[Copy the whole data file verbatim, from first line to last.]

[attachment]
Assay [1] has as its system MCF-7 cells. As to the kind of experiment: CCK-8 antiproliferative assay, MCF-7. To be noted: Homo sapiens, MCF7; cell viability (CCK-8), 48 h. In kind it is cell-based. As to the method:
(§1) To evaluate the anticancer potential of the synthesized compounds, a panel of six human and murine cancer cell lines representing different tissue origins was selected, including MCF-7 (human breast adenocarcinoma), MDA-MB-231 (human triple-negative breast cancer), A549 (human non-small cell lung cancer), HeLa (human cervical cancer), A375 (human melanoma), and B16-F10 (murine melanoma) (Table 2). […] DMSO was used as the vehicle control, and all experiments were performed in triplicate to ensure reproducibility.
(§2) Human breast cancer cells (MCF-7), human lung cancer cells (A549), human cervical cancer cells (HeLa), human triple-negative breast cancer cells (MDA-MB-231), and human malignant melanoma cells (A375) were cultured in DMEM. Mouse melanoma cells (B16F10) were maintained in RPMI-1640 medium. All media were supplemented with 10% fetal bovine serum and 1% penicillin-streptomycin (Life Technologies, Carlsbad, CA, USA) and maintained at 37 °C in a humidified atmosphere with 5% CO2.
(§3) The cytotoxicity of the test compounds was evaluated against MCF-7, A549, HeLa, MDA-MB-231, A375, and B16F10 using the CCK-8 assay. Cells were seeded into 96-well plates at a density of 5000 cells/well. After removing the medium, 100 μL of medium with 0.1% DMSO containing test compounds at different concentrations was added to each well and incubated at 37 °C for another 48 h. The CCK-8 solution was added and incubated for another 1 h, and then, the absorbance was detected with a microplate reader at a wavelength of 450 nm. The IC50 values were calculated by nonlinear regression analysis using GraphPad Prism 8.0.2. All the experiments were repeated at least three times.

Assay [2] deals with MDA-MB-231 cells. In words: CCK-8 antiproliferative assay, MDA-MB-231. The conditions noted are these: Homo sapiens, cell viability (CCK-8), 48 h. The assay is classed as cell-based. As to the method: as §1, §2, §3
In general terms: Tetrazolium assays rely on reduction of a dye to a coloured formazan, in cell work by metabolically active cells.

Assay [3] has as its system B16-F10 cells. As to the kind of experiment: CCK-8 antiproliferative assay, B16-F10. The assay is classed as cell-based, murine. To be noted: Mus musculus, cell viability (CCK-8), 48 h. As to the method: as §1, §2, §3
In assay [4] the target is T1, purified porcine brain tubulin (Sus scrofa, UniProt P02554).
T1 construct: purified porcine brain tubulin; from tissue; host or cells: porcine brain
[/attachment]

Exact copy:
Assay [1] has as its system MCF-7 cells. As to the kind of experiment: CCK-8 antiproliferative assay, MCF-7. To be noted: Homo sapiens, MCF7; cell viability (CCK-8), 48 h. In kind it is cell-based. As to the method:
(§1) To evaluate the anticancer potential of the synthesized compounds, a panel of six human and murine cancer cell lines representing different tissue origins was selected, including MCF-7 (human breast adenocarcinoma), MDA-MB-231 (human triple-negative breast cancer), A549 (human non-small cell lung cancer), HeLa (human cervical cancer), A375 (human melanoma), and B16-F10 (murine melanoma) (Table 2). […] DMSO was used as the vehicle control, and all experiments were performed in triplicate to ensure reproducibility.
(§2) Human breast cancer cells (MCF-7), human lung cancer cells (A549), human cervical cancer cells (HeLa), human triple-negative breast cancer cells (MDA-MB-231), and human malignant melanoma cells (A375) were cultured in DMEM. Mouse melanoma cells (B16F10) were maintained in RPMI-1640 medium. All media were supplemented with 10% fetal bovine serum and 1% penicillin-streptomycin (Life Technologies, Carlsbad, CA, USA) and maintained at 37 °C in a humidified atmosphere with 5% CO2.
(§3) The cytotoxicity of the test compounds was evaluated against MCF-7, A549, HeLa, MDA-MB-231, A375, and B16F10 using the CCK-8 assay. Cells were seeded into 96-well plates at a density of 5000 cells/well. After removing the medium, 100 μL of medium with 0.1% DMSO containing test compounds at different concentrations was added to each well and incubated at 37 °C for another 48 h. The CCK-8 solution was added and incubated for another 1 h, and then, the absorbance was detected with a microplate reader at a wavelength of 450 nm. The IC50 values were calculated by nonlinear regression analysis using GraphPad Prism 8.0.2. All the experiments were repeated at least three times.

Assay [2] deals with MDA-MB-231 cells. In words: CCK-8 antiproliferative assay, MDA-MB-231. The conditions noted are these: Homo sapiens, cell viability (CCK-8), 48 h. The assay is classed as cell-based. As to the method: as §1, §2, §3
In general terms: Tetrazolium assays rely on reduction of a dye to a coloured formazan, in cell work by metabolically active cells.

Assay [3] has as its system B16-F10 cells. As to the kind of experiment: CCK-8 antiproliferative assay, B16-F10. The assay is classed as cell-based, murine. To be noted: Mus musculus, cell viability (CCK-8), 48 h. As to the method: as §1, §2, §3
In assay [4] the target is T1, purified porcine brain tubulin (Sus scrofa, UniProt P02554).
T1 construct: purified porcine brain tubulin; from tissue; host or cells: porcine brain